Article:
Lifetime Hoan Corporation
Lifetime Hoan Corporation
One Merrick Avenue
Westbury, New York 11590
Fax: (516) 683-6116
Web site: http://www.lifetime.hoan.com
Incorporated: 1945 as Lifetime Cutlery Corporation
Sales: $100.02 million (1997)
Stock Exchanges: NASDAQ
Ticker Symbol: LCUT
SICs: 3421 Cutlery; 3429 Hardware, Not Elsewhere Classified; 3914 Silverware, Plated Ware & Stainless Steel Ware
Lifetime Hoan Corporation designs, markets, and distributes household cutlery, kitchenware, cutting boards, and bakeware under both owned and licensed brands. Among the trademarks the company owns are Hoffritz, Tristar, Old Homestead, Hoan, Roshco, Baker’s Advantage, and Smart Choice; licensed brands include Farberware, Revere, and various brands under license from The Pillsbury Company (for example, the Pillsbury Doughboy, Green Giant) and Walt Disney Company, Inc. (for example, Mickey Unlimited and Mickey Stuff for Kids). Each year, Lifetime’s 12-person design department creates in excess of 300 new products, ranging from entry-level items through the mid-priced sector and to the upscale. The company farms out production to about 45 contract manufacturers located primarily in east Asia, with final assembly and packaging completed in a company-owned factory in New Jersey. Marketing is handled through both the company’s own sales force as well as a network of independent sales representatives. Lifetime includes among its customers about 1,800 national retailers, department store chains, mass merchant retail and discount stores, supermarket chains, warehouse clubs, direct marketing companies, specialty chains, and other channels. Its largest customer is the Wal-Mart Stores, Inc. chain, which accounts for about 17 percent of net sales. Through its Outlet Retail Stores, Inc. subsidiary, Lifetime Hoan also owns and operates about 50 Farberware outlet stores located in 25 states.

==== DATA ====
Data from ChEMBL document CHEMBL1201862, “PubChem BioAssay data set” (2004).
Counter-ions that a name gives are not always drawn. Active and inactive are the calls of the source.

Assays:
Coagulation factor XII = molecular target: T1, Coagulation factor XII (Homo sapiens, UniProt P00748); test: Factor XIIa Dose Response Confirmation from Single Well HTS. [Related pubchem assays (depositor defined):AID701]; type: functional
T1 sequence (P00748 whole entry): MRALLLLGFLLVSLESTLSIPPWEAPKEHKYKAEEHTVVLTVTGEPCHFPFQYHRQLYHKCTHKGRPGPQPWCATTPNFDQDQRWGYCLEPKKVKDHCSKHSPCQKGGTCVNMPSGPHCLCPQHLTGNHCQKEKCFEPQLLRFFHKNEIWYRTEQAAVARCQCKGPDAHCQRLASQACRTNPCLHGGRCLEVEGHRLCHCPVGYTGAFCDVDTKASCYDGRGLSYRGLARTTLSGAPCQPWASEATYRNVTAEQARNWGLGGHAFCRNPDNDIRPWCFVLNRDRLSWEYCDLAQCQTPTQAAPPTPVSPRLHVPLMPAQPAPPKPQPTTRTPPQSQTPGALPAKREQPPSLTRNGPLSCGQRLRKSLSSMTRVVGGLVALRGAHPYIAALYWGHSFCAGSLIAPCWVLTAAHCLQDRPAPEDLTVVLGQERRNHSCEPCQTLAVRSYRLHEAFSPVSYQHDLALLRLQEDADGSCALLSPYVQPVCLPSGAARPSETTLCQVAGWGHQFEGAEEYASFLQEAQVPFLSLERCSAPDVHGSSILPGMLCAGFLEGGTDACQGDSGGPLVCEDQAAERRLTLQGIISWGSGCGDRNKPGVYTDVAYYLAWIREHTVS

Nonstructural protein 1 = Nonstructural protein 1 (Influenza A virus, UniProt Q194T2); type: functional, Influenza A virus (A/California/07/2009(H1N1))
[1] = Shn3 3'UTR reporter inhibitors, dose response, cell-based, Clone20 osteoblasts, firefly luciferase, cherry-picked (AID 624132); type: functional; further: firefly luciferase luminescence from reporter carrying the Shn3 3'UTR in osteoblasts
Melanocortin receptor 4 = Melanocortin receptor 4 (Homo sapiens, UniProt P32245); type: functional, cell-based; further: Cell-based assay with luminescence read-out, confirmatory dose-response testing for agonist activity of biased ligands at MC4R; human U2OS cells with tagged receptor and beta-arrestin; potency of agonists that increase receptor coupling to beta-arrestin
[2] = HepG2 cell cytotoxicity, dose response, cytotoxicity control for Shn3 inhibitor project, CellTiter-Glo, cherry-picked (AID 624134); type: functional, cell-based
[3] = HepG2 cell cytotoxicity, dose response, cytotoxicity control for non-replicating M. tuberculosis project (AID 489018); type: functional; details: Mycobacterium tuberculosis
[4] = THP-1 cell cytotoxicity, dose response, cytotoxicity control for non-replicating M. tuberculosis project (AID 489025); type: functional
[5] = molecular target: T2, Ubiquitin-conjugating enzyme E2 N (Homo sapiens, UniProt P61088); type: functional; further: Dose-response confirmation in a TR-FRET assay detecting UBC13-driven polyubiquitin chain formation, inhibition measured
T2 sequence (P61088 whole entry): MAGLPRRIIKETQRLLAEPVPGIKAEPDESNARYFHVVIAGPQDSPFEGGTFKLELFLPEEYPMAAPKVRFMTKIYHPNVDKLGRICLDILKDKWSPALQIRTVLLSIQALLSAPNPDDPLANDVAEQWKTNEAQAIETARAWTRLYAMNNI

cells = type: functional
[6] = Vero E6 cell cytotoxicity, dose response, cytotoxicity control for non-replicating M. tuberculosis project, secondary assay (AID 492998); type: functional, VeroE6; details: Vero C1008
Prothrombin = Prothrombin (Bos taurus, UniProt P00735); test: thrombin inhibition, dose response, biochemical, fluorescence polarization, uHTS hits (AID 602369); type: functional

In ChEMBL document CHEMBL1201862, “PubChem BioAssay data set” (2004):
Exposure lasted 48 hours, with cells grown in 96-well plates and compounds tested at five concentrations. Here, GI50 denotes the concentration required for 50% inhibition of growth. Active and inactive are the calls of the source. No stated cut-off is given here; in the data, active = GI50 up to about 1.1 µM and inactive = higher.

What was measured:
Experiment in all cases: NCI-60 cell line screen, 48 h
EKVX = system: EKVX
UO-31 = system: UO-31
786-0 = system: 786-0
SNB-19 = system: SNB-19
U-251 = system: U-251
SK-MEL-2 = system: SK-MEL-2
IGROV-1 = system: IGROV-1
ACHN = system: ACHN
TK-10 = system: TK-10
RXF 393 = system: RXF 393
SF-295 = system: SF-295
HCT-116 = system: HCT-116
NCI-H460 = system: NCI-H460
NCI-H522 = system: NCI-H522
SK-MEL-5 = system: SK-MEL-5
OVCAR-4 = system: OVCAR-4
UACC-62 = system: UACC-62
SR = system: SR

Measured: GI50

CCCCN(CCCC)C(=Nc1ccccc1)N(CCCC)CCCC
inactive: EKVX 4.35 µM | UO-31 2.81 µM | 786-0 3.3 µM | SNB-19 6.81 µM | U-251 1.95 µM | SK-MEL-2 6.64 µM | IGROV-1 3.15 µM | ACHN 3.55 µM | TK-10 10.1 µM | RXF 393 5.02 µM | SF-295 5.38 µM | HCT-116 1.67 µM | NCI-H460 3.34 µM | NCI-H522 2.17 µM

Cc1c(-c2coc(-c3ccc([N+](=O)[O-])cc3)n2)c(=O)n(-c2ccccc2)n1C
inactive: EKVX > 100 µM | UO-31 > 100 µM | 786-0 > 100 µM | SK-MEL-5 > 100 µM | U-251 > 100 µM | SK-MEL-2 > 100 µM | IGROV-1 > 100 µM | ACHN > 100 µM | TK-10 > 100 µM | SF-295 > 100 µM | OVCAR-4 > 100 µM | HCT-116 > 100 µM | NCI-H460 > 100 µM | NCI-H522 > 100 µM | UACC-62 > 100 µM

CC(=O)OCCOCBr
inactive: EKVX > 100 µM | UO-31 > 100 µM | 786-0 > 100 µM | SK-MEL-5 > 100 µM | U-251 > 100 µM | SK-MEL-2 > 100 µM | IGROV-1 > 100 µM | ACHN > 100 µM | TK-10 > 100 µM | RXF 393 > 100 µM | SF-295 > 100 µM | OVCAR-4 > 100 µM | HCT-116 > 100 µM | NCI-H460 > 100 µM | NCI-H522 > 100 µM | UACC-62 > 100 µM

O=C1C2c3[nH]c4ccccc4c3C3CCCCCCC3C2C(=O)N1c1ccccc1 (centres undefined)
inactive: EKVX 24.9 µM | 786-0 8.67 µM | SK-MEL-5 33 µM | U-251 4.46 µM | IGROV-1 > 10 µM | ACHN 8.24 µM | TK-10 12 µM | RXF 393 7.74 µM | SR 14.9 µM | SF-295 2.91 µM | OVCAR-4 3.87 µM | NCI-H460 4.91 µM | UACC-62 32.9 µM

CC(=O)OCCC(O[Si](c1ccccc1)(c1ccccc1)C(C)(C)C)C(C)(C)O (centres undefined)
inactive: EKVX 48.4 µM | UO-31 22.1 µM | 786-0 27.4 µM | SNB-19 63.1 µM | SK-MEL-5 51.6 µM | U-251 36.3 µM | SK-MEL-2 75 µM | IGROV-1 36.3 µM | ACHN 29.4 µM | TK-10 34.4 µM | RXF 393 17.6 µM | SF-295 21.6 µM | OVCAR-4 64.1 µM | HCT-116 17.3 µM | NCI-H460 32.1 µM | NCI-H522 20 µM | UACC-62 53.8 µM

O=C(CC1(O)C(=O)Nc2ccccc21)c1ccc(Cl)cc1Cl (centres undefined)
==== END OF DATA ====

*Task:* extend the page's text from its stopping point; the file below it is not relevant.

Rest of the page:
The founder of Lifetime Hoan—and the chairman, CEO, and president of the company into the late 1990s—was Milton Cohen, born in 1929, the son of a garment worker. Following high school, Cohen began working as a scissors and shears salesman. He eventually gained a position, at age 26, managing sales on the east coast for a large cutlery firm.
Wanting to be his own boss, Cohen joined in 1957 with partner Sam Siegel to start a knife factory in Brooklyn under the name Reo Products. In 1960 Reo Products acquired 1945-founded Lifetime Cutlery Corporation, a larger distributor of knives than Reo. Cohen adopted Lifetime’s name for his company.
Cohen, in a 1995 interview with the New York Times, estimated that there were about 100 cutlery manufacturers in the United States in the late 1950s, but that their numbers dwindled over the decades to three. Most of the companies failed because of increasing imports of cheap goods from Asia. A key to his company’s survival, Cohen had concluded, was the 1961 decision to shift manufacturing overseas. That year the company began contracting with manufacturers in Japan for the production of parts. The parts were then shipped to the Brooklyn factory for assembly and packing. Freed from the production of basic parts, Cohen and Siegel could concentrate on design, packaging, and marketing. Over the years, Lifetime Cutlery shifted its production from one east Asian country to the next, progressing to Korea, Taiwan, the Philippines, Malaysia, Indonesia, Thailand, and China.
Between 1965 and 1967 Lifetime sold 50 million steak knives to Shell Oil for ten cents each. Shell gave one of the ivory-plastic-handled knives out to each customer coming in for a fill-up. Cohen told Business Week in 1994, “It was a lot of business and just a lot of hard work and no profit.”
By staying away from such risky gimmicks and especially through relentless marketing, Cohen, Siegel, and a third partner increased sales by 1980 to $13 million. Within a year, however, both of Cohen’s partners died. Needing cash for himself and to provide for his partners’ families, Cohen—in collaboration with his former partners’ sons, Jeffrey Siegel and Craig Phillips—executed a $16 million leveraged buyout (LBO) of the company in April 1984. Siegel and Phillips became executives at Lifetime, remaining in executive positions and on the board of directors into the late 1990s.